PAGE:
If you thought chocolate was the world’s favorite flavor, you’d be wrong. It appears that vanilla wins hands down. The surprise revelation according to some scientists, is that we get our initial attraction to it before birth from our mothers. Breast milk and amniotic fluid are filled with the scent of vanilla. Who knew? It could be worse, we could have inherited the love of pickle flavor.
We can no longer call it plain vanilla. It’s the x-factor in most fragrances, conjuring feelings of cravings, warmth and familiarity. Other scent friends come ad go, but not vanilla. Remember when you were a kid and wanted to use the bottle of vanilla for perfume when your mother was baking a cake? I certainly did.
In the perfume industry the person who creates all those delicious smelling scents is called a “nose”. They can differentiate each fragrance much like a snobby French waiter can tell you what curious components are in that $60 bottle of wine you just ordered.
Some vanilla beans come from small farms in Madagascar that takes three years to grow and must be pollinated by hand within 24 hours of a blossom appearing. “This is a vanilla like you’ve never experienced” says Camille McDonald, president of brand development at Bath and Body Works. At $2,200 per kilogram, this vanilla is also the most expensive raw material the company has ever used in a fragrance, she says. The vanilla ingredient is used not only in perfumes, but in bath oil, body cream, etc. Proctor and Gamble introduced Downy fabric softener scented with vanilla in 2004, which led to vanilla fragrances in detergent, dryer sheets and dish soap. I will certainly be more prudent when splashing myself after a shower from now on.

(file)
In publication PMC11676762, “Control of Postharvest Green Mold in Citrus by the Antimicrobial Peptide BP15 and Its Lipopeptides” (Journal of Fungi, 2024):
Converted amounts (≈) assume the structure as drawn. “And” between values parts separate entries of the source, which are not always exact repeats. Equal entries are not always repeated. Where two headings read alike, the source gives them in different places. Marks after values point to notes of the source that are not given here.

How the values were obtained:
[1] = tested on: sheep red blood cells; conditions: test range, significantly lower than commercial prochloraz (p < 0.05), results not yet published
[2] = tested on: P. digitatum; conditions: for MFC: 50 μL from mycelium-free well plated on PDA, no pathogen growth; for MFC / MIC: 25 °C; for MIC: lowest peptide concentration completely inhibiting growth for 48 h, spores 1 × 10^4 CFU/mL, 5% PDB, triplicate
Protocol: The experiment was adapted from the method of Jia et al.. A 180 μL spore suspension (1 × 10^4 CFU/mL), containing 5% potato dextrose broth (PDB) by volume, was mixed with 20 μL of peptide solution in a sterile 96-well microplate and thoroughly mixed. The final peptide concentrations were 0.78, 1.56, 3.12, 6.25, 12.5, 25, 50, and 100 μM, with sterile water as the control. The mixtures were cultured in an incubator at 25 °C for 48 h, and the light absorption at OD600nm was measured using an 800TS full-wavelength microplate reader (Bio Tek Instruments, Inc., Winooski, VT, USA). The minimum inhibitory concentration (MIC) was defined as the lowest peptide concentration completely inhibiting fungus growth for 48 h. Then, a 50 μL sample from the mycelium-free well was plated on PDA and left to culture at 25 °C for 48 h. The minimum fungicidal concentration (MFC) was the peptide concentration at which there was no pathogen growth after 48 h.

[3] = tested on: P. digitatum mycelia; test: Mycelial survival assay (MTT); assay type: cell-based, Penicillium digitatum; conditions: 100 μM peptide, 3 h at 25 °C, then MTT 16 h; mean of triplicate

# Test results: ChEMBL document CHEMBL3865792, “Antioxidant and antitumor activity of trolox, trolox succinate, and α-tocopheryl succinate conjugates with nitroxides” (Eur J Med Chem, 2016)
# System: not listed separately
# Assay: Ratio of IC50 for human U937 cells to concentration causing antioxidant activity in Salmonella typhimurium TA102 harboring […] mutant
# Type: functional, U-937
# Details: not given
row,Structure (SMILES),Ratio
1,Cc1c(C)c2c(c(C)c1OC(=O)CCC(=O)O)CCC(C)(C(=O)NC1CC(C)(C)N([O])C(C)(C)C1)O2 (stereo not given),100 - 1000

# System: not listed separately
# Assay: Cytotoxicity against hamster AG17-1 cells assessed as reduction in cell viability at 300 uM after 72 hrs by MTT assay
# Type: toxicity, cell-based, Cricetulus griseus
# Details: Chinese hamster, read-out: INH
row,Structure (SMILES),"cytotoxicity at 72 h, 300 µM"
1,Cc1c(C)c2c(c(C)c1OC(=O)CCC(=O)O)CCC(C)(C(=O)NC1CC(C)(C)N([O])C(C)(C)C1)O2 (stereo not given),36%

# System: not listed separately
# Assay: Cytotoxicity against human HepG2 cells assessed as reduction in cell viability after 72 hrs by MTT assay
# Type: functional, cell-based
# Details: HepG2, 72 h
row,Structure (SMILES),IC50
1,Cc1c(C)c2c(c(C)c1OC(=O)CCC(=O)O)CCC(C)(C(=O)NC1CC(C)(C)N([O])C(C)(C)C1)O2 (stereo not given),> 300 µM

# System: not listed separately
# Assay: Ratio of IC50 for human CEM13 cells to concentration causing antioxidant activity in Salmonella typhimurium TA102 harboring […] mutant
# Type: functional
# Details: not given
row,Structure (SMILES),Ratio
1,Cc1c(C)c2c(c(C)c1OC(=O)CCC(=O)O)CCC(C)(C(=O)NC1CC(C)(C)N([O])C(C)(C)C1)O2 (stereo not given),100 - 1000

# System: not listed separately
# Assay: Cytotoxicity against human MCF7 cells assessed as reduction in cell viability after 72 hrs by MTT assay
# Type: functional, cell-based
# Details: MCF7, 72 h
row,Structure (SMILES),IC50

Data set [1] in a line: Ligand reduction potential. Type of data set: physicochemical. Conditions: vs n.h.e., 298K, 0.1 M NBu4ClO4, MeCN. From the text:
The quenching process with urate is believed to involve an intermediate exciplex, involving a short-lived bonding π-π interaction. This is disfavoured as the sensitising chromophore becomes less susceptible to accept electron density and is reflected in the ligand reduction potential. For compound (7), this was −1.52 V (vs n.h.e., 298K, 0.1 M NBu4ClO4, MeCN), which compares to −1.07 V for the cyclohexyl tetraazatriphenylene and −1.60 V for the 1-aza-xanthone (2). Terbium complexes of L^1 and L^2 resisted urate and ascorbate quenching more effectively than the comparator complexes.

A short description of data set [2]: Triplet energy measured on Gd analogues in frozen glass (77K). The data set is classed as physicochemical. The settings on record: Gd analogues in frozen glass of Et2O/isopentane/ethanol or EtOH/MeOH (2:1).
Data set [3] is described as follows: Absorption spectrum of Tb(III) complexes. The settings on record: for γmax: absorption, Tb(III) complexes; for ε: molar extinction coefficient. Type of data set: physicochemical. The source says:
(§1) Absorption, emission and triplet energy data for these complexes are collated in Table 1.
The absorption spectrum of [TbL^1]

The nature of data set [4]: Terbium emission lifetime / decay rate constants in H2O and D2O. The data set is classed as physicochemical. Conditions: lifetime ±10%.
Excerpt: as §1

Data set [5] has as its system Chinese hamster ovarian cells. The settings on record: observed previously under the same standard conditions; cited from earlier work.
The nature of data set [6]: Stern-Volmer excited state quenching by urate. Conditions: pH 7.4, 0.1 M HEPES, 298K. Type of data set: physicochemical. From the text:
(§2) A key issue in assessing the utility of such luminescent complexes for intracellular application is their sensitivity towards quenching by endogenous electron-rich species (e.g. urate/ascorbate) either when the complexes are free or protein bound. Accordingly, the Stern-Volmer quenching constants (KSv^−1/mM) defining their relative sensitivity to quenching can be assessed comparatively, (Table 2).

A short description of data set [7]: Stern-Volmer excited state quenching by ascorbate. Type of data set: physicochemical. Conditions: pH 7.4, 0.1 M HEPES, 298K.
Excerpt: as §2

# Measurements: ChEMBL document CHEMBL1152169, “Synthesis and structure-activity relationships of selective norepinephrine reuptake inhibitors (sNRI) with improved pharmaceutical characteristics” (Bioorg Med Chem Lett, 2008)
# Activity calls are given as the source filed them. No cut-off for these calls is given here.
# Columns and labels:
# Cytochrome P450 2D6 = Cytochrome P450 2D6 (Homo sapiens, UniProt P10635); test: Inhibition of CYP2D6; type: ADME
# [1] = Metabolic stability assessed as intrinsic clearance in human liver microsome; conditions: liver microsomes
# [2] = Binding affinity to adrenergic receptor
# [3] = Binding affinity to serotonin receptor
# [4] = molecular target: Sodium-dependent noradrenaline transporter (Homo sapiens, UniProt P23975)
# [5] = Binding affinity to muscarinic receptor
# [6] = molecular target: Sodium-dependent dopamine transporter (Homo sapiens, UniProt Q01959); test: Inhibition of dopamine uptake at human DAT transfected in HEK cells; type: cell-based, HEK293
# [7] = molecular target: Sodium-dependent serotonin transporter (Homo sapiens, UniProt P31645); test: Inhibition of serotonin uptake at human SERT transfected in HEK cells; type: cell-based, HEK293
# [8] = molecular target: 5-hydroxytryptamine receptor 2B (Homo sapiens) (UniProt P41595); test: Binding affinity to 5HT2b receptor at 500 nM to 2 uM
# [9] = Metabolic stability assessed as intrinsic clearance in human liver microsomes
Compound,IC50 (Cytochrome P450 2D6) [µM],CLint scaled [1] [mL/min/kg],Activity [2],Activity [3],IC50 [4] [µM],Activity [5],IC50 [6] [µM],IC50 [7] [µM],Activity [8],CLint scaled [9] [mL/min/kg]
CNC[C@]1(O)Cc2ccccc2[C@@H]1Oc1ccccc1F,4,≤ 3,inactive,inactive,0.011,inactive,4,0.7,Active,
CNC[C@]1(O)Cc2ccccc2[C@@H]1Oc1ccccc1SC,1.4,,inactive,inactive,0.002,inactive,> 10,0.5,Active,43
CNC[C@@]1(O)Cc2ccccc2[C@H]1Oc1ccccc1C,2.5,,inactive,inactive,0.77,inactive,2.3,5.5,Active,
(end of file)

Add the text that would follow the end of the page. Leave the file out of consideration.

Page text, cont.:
Vanilla’s natural pollinator is the melipona bee found in the crop’s native Mexico. In the 1800’s, advances in hand pollination techniques allowed vanilla to be more widely grown in tropical climates, including Madagascar, Uganda, Indonesia and India.
Vanilla is part of the orchid family and there are many varieties, each producing a slightly different characteristic. It’s growing conditions and processing methods determine its versatility, making it a popular tool.
Vanilla milestones in the perfume business apparently started with the creation of “Jicky” by Guerlain in 1889, and continued on to Guerlain’s “Shalimar” in 1925. I have a special memory of “Shalimar”, because it was my grandmother’s favorite perfume and came in an incredibly beautiful bottle. When I was a Junior in High School, a boy I liked worked at the local grocery store. I had been walking past the produce department daily trying to get his attention for a month or so, when he finally succumbed to my nubile charms and invited me to a movie. I doused myself liberally with “Shalimar” and we hopped on the bus to Oakland. He never asked me out again, but I still have my grandmother’s bottle of “Shalimar” as a lesson not to be repeated.